Last October, the Edward-Elmhurst Health system opened a 36,100-sf multi-specialty clinic in the Chicago suburb of Woodridge, Ill., on what had been an undeveloped intersection of two busy roads that sees an estimated 55,000 cars per day. The leased building—whose lot was zoned originally for a Walgreens—is near a senior living facility, a gas station across the street, and a forest preserve.
The general contractor Ryan Companies, which owns this building and constructed it from designs by Jensen & Halsted, has benefited from the ongoing trend among healthcare systems wanting to place hospitals, clinics, and medical offices within office-retail corridors that, despite rising vacancy rates during the coronavirus pandemic, still promise exposure to ample vehicular and foot traffic.
The point of such placements, explains Curt Pascoe, Ryan Companies’ Director of Real Estate Development in Chicago, is to make healthcare “more accessible and visible in a highly competitive marketplace.” He describes this as the “retailization” of healthcare that enhances customer convenience. And while this trend has been evident for a while, Pascoe expects it to accelerate as the healthcare sector continues to consolidate with an eye toward bringing care closer to where patients live.
The Edward-Elmhurst Health Center is the second facility that Ryan has built in partnership with that health system, which recently merged with NorthShore University HealthSystem. The Woodridge center includes a walk-in clinic, and services for behavioral health, physical therapy, laboratory, and diagnostic imaging. It also has offices for primary care physicians and specialists.
Ryan Companies, which is based in Minnesota, has been engaged by several Midwestern healthcare clients on similar projects that it has recently completed or has in the works. They include:
• A core-and-shell reconstruction of a two-story, 50,000-sf building as part of the redevelopment of the Oakmont Point office park in Westmont, Ill. Compass Health Center, a behavioral health provider, leased the entire building, which opened last August as the second anchor tenant in this 18-acre complex. Designed by Chicago-based Wright Heerema Architects, the building features a 15-foot clear height with floor-to-ceiling windows that overlook a four-acre pond. The center provides psychiatric care for children and adults. Pascoe says this building is situated off a major highway, and the surrounding office park includes several other medical-related facilities.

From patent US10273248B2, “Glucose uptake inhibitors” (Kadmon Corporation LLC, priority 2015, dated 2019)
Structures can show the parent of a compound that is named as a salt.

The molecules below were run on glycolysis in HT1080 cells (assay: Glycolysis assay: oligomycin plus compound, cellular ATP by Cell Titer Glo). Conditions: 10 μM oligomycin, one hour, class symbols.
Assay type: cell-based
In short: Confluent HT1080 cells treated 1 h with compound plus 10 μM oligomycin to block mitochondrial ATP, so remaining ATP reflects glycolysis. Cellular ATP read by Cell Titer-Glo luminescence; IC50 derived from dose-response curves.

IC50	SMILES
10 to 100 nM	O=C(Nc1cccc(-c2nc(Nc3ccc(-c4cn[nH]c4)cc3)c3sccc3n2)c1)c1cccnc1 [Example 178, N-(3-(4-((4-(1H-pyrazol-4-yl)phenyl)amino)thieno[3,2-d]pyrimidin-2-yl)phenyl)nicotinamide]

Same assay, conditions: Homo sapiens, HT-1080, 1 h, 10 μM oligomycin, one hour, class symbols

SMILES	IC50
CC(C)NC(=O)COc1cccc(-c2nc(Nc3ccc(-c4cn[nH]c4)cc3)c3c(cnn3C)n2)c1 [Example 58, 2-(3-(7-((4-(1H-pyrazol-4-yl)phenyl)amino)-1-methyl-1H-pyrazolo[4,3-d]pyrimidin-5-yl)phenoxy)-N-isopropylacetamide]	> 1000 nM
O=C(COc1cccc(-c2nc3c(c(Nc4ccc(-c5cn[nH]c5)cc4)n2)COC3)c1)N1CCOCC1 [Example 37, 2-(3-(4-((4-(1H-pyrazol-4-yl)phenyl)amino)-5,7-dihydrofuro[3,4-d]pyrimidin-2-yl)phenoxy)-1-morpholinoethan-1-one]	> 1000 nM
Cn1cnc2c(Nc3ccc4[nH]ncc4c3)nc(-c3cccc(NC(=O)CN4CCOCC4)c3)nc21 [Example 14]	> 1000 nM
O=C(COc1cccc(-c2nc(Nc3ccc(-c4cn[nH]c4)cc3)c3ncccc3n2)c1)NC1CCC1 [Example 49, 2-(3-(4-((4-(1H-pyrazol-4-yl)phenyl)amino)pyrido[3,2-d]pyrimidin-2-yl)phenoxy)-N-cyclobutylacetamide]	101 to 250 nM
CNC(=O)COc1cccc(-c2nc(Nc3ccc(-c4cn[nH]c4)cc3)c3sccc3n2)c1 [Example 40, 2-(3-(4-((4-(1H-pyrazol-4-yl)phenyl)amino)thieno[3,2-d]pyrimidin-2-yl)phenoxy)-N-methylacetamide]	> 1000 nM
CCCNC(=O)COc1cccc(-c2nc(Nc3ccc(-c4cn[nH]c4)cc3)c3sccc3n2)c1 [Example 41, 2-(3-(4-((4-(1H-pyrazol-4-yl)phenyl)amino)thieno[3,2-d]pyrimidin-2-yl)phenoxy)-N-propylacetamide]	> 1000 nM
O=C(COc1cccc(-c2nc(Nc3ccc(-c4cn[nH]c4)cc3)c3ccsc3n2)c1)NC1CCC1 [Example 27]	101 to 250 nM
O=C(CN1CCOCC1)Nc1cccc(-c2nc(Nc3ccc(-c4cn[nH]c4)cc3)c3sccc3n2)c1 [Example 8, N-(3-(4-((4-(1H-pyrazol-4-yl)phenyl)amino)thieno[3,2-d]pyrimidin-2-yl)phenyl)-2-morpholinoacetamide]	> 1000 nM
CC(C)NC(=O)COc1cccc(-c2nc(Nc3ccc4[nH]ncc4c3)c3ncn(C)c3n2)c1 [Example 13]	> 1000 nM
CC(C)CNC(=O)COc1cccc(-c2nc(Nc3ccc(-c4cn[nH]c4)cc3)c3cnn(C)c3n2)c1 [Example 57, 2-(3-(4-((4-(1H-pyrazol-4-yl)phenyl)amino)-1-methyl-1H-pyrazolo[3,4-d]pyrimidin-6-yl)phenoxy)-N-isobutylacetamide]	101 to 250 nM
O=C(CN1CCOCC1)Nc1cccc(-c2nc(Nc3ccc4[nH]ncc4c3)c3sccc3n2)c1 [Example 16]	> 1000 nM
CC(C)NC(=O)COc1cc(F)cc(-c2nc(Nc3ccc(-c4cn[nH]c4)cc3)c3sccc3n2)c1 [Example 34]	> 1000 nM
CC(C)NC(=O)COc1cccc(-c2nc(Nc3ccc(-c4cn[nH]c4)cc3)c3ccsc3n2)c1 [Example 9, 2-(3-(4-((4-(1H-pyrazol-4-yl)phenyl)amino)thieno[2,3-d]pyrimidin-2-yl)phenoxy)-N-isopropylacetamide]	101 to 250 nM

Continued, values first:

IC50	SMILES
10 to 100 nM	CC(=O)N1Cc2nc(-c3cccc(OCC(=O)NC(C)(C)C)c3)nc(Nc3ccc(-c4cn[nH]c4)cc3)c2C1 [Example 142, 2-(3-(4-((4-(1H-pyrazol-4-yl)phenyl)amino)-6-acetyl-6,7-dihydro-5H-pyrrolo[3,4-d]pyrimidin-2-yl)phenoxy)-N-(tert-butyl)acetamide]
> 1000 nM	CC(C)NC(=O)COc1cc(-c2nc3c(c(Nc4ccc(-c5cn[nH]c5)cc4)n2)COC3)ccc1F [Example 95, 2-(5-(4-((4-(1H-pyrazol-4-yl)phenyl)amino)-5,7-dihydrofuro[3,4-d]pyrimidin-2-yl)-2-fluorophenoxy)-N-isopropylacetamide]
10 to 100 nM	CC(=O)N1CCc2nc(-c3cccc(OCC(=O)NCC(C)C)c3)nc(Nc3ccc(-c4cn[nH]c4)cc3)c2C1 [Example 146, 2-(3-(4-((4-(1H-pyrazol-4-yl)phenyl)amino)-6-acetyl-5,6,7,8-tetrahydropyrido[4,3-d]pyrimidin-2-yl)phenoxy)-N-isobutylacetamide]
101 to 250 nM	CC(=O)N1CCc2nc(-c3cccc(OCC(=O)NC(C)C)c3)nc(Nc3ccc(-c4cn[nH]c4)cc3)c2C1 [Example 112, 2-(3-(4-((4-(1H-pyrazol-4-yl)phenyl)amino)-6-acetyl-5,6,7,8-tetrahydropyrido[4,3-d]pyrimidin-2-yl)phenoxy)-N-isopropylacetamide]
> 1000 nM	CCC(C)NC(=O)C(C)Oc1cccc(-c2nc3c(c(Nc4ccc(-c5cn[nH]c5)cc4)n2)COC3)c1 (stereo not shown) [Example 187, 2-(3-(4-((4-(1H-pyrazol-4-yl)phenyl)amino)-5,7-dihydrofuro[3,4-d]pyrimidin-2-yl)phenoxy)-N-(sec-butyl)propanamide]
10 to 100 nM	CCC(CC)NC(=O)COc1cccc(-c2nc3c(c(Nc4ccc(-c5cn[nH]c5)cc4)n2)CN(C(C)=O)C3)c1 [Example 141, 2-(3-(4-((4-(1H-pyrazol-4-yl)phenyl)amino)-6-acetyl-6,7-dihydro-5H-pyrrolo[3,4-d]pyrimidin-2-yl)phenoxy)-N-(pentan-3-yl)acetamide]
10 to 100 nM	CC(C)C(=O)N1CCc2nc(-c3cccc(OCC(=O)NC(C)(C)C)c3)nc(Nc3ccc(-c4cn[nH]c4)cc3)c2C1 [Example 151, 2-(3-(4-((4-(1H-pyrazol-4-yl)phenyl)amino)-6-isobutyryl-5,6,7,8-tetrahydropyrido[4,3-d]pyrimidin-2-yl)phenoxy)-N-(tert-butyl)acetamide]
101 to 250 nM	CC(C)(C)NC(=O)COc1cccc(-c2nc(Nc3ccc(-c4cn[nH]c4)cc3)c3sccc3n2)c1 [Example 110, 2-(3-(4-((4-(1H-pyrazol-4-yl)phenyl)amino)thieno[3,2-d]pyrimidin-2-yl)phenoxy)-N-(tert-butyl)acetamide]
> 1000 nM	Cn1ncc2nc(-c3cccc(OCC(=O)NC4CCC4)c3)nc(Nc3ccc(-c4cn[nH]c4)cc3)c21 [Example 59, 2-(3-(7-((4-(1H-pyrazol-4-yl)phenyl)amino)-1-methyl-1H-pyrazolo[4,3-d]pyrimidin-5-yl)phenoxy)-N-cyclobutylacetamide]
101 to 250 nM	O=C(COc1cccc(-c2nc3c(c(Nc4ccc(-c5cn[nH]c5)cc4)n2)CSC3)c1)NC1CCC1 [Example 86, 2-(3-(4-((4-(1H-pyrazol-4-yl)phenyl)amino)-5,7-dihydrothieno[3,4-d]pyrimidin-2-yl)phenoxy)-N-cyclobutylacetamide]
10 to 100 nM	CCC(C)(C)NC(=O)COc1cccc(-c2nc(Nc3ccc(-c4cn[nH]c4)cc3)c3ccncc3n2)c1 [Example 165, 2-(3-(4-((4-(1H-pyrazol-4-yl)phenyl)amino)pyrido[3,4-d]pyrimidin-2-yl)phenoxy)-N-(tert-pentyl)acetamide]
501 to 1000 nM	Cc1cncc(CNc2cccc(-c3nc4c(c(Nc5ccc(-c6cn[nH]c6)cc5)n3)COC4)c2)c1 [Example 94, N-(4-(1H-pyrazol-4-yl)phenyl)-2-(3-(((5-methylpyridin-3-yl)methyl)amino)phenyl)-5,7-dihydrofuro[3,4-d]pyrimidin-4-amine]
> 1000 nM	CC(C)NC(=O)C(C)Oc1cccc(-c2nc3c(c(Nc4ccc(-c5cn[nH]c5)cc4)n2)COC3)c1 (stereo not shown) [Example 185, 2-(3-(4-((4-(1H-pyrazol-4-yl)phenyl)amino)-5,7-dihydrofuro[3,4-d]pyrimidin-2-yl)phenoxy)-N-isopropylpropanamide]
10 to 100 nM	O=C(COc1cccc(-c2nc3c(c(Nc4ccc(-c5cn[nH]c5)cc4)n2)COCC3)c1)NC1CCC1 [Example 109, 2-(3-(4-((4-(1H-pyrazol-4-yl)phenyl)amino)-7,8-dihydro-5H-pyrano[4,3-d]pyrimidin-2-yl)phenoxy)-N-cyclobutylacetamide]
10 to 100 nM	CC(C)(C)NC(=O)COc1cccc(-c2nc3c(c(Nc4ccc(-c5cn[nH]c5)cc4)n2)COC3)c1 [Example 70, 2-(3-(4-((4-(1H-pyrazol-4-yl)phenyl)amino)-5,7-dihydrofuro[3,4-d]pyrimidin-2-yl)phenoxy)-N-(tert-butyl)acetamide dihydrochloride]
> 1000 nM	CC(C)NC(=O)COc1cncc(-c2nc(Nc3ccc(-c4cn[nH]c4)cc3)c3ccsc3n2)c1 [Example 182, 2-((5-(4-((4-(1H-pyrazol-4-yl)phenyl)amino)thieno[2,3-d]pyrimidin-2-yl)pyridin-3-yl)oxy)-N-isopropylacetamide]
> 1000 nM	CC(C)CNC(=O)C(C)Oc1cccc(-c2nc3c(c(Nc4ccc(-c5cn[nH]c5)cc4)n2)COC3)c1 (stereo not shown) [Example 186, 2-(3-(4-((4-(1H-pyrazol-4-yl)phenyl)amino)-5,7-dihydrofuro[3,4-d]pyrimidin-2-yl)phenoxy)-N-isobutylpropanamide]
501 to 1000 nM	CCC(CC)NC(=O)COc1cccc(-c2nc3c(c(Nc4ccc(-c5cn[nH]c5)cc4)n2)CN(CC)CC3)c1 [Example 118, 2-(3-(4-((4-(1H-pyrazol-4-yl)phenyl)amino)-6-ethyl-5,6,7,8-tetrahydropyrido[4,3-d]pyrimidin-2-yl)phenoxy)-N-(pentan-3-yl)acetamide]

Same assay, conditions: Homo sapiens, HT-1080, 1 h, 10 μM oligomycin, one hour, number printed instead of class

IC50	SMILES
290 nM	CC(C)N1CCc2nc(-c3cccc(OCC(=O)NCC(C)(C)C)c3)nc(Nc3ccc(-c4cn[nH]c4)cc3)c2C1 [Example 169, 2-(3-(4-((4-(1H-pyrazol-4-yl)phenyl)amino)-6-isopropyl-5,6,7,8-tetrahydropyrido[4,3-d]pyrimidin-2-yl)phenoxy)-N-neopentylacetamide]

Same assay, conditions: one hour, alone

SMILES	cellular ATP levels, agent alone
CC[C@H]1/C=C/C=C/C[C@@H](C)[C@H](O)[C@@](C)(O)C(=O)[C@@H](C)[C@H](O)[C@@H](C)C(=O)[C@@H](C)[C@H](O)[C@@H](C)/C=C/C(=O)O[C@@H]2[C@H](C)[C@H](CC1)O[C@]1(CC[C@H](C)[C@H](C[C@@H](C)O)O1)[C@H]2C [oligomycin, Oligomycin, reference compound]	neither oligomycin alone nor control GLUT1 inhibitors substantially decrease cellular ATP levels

• Last December, on Port Washington Road in Mequon, Wis., a Milwaukee suburb, Ryan completed construction of the Froedtert & Medical College of Wisconsin Community Hospital, a 17,000-sf microhospital designed by Eppstein Uhen Architects with eight in-patient beds and seven emergency department beds. This microhospital is across the street from the 89,300-sf Froedtert Mequon Health Center, which Ryan developed in 2017.
Mequon is on Lake Michigan’s western shore, where there has been considerable commercial and residential development along Interstate 43, with more planned. To overcome the challenge of finding a suitable site in this area, Ryan Companies combined two former residential parcels, secured zoning changes, and obtained multiple easements. The microhospital is scheduled to open during the first half of this year.
“Our development team hit it out of the park with site selection and meeting with neighbors concerned about impact, while navigating complex municipal permitting,” says Pascoe. Ryan Companies had built a similar 18,100-sf microhospital in Pewaukee, Wis., for this healthcare system, which opened in December 2020.
Pascoe couldn’t discuss other healthcare facilities near retail-office corridors that his firm is currently involved with, except to note that a lot of these so-called off-campus facilities deliver care at lower costs, and can be built less expensively. (He declined to provide construction costs for the abovementioned projects.) While all of Ryan’s recent healthcare projects have been new builds, Pascoe acknowledges the opportunities that adaptive reuse might present to healthcare clients in the future.